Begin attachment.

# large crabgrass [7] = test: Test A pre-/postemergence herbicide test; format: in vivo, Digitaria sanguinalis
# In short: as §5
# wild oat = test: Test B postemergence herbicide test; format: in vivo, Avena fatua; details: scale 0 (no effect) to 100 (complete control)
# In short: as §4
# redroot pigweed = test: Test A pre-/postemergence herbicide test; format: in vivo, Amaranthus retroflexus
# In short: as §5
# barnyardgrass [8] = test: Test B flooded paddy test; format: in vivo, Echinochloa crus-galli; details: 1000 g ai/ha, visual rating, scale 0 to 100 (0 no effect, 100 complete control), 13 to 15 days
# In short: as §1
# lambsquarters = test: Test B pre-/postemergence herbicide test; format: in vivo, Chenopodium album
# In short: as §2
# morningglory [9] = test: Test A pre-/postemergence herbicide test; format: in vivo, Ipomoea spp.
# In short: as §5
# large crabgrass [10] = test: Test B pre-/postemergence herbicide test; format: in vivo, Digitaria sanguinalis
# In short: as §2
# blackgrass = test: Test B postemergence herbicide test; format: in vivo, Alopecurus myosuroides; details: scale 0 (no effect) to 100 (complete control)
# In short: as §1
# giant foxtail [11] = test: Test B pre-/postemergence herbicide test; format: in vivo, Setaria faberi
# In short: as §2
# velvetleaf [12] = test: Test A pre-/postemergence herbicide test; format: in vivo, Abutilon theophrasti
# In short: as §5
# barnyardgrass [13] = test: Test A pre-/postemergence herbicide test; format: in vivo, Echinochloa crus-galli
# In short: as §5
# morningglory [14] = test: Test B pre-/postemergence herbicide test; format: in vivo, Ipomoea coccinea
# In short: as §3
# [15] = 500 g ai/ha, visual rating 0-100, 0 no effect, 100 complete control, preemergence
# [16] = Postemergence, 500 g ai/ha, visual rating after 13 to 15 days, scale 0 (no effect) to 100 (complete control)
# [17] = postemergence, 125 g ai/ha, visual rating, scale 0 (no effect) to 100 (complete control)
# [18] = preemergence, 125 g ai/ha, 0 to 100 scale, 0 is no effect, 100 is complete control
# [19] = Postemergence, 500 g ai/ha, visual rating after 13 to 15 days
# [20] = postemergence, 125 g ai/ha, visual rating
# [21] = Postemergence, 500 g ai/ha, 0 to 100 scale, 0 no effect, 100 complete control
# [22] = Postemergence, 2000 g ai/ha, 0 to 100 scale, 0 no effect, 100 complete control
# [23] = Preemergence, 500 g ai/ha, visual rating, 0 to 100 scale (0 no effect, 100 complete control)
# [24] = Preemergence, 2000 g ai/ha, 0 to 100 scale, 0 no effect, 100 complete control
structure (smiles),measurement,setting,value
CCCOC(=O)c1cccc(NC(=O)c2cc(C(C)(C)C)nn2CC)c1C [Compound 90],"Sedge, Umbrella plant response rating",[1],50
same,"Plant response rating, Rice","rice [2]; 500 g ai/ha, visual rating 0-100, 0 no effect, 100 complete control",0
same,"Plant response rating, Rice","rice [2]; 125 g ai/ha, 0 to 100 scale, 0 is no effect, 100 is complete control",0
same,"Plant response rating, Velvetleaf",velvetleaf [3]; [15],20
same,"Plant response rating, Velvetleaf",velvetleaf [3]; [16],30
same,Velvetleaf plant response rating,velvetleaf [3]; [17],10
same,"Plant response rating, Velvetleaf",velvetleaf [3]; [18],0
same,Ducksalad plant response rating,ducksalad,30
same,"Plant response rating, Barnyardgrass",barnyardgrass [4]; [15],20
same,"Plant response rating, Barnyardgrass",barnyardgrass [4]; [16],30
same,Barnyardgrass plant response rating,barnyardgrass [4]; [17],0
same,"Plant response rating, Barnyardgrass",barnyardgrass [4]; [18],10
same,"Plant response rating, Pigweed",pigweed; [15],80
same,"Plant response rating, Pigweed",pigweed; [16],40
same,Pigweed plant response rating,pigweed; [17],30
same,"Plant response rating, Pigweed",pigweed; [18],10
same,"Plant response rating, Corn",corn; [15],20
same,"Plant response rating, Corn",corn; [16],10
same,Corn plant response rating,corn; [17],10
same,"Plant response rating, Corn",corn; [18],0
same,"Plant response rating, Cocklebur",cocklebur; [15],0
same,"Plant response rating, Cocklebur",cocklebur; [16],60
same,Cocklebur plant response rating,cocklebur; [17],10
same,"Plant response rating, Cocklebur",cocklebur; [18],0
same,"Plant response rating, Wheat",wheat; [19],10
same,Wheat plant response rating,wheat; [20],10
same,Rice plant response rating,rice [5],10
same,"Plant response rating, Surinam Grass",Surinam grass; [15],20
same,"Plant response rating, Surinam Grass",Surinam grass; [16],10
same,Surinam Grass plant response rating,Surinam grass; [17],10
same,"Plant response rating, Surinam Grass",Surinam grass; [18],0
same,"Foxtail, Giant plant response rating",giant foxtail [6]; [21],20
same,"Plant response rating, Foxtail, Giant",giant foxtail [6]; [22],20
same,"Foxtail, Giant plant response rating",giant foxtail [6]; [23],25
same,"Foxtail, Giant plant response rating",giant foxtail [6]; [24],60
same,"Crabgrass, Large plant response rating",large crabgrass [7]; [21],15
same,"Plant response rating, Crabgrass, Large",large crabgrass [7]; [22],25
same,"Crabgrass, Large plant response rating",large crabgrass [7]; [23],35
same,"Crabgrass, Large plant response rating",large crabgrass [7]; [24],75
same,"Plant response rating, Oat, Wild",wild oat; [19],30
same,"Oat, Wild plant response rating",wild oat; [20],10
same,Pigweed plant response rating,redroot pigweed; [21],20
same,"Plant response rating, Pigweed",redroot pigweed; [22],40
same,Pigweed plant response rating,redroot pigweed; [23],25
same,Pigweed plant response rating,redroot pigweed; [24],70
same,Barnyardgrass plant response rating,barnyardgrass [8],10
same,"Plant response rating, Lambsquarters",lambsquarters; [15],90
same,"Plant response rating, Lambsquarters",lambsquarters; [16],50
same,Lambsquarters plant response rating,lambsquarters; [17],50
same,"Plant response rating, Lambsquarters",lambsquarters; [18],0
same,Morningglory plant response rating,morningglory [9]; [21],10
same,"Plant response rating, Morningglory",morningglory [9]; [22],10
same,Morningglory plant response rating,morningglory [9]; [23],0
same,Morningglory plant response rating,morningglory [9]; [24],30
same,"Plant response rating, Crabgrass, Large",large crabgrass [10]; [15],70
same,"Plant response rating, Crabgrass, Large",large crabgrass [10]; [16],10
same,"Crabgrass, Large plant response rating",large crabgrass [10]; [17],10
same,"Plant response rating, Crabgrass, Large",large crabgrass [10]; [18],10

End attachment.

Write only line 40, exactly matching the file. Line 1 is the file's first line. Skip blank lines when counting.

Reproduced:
same,"Plant response rating, Velvetleaf",velvetleaf [3]; [16],30